I must say that I was most intrigued by the above book and Professor Theoharis who did the research on Ms. Parks' background. Viewed her presentation on C-Span where she revealed that this book was just a beginning for scholars in revealing the depth of this woman. It spanned back to the years when she would sit on the porch with her grandfather who held a rifle to protect his family from white terrorists in Alabama.
For some reason I went with the public relations version of her life. She was described as this soft mannered woman who had finally had enough of getting up to accommodate white folks on public transit. It had been indicated in some articles that she had encountered this once before, however, for some reason it didn't get the attention of the one that catapulted her into the ages. What I found most intriguing was her association with the so-called more radical elements of the civil rights movement as well. Her understanding of human rights and the importance of global as well as domestic politics. As one who was inspired by Marcus Garvey and his movement to enlighten black folks to look to themselves for empowerment; it was especially noteworthy that her family history reflected that philosophy as well. The trauma of leaving the south for the north and the struggling years that she and her husband suffered through after the Montgomery Boycott didn't deter her from continuing in the struggle with a focus on young people. As we are finding out more about this courageous woman--I can't help but wonder if the leadership knew more about her background during the boycott would she have been celebrated as she was. By that I mean there were stories of other black women standing up to the injustices of segregation and public transit humiliations, however, the civil rights leaders were very careful about who they designated for this task. A seamstress with a school teacher appearance and quiet elegance trumped the black women who were 'earthy' with questionable reputations. PR was important back then and understandable given what they were trying to do.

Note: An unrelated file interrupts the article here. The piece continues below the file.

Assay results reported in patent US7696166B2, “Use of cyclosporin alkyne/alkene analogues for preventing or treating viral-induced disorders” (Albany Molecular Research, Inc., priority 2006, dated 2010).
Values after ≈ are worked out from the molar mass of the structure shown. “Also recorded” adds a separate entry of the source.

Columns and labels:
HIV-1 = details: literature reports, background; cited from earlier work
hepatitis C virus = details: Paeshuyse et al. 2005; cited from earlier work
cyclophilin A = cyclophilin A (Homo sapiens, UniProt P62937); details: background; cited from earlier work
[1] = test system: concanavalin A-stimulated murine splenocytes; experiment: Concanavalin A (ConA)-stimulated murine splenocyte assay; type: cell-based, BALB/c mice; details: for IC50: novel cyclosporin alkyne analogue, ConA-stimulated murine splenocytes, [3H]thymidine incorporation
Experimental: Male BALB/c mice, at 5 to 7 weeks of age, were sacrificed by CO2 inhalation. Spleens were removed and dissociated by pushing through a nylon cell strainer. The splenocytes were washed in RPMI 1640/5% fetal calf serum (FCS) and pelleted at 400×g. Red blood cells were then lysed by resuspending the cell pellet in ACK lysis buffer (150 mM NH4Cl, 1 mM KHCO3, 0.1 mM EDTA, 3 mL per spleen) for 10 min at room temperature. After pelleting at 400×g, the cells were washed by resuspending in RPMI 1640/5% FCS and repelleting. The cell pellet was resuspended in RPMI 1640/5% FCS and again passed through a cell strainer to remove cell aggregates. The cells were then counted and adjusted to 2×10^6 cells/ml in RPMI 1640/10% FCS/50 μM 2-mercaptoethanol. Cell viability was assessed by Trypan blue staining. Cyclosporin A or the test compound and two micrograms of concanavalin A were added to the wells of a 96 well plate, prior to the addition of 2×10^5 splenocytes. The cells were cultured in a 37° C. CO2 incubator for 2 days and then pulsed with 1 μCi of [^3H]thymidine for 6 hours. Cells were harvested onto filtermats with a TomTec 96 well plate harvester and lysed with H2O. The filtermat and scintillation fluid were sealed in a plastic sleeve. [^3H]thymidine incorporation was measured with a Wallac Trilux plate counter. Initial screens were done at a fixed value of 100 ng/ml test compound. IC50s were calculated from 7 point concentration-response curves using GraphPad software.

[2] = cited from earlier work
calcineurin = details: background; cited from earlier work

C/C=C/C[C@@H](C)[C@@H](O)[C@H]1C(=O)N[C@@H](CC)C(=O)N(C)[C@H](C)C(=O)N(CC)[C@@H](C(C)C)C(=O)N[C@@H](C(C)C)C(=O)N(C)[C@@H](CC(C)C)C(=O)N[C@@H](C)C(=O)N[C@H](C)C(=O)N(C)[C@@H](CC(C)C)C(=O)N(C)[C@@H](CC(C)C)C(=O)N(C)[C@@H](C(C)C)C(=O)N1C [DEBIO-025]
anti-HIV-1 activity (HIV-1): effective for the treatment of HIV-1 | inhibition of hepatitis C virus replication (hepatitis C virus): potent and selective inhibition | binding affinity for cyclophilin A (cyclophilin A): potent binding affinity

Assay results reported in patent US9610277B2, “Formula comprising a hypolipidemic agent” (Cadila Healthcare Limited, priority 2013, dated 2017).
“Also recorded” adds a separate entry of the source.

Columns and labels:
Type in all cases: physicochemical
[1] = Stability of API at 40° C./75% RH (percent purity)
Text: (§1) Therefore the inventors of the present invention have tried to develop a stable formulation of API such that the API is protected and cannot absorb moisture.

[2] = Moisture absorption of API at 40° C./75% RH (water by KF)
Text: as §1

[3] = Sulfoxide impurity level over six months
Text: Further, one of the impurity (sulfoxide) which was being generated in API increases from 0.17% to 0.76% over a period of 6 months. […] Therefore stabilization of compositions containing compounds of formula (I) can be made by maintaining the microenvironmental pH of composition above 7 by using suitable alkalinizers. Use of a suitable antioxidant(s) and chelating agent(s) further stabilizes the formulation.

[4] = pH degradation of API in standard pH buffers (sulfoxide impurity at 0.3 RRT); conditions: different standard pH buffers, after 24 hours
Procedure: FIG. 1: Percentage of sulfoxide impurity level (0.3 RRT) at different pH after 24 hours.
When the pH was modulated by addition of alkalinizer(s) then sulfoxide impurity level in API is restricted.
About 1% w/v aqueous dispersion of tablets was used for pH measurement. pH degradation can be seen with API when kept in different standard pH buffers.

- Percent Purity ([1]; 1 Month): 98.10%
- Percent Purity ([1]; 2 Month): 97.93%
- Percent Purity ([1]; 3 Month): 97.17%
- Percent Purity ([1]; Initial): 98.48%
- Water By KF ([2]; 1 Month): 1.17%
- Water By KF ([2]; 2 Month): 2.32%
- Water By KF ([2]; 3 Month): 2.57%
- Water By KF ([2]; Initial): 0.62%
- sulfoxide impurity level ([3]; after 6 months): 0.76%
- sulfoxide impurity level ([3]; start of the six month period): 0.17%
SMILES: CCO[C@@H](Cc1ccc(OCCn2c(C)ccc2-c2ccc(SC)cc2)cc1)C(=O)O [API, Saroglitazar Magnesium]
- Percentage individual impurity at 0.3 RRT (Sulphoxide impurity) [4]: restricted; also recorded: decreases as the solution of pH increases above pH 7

It was also noteworthy to me that although she supported Dr. King and his non-violent approach; she believed as many of us in self-defense for she had to stand her ground and took great risks during her formative years in Alabama. This is speculation and I'm entitled to that but it makes sense to me now that other than the marginalization of many women in the movement; she was overshadowed and abandoned by other civil rights icons and pundits for her more radical beliefs and later associations. Professor Theoharis' "10 Things You Didn't Know About Rosa Parks", highlights this multifaceted woman and I plan to read the book; not as the final word but a beginning to learn more about this freedom fighter. A woman of color challenged the professor on the c-span program citing that those who knew more about Ms. Parks are dead and she addressed some of her activism which I'm assuming was passed down. There was also a book review by Truthdig and a review by Don Noble that indicated the professor had left out some key players....so the journey continues in revealing that there were far more dimensions to Ms. Rosa Parks and it may be a jolt for some as well as a 'right on' for others. It will be interesting to see what follows these revelations.
By the way, I wonder how she would feel or what she would say about the statue of her likeness in Washington, D.C. and the U.S. postal stamp with her image. I must say that I'm thankful that she was around to receive the Congressional Gold Medal of Honor. I read that it is usually given to honor military leaders. She fought a war for many years in the army for the oppressed...Yes....I would say that she certainly deserved it!!